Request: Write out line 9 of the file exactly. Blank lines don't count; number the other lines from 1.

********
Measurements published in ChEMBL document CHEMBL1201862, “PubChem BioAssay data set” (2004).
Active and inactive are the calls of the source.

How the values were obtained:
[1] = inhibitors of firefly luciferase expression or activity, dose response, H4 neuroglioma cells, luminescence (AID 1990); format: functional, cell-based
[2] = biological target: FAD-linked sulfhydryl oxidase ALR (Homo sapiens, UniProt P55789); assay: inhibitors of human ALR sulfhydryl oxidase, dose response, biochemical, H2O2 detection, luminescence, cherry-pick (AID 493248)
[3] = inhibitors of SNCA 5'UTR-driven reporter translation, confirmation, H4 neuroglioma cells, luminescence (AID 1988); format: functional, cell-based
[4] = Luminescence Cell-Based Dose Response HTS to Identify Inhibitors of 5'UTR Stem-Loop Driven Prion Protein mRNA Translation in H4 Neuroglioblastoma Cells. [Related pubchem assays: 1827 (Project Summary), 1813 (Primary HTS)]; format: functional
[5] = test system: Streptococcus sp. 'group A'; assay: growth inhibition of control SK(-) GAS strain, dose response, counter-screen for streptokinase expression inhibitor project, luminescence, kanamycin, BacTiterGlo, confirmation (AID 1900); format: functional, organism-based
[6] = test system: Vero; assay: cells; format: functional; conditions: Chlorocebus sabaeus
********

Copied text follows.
[6] = test system: Vero; assay: cells; format: functional; conditions: Chlorocebus sabaeus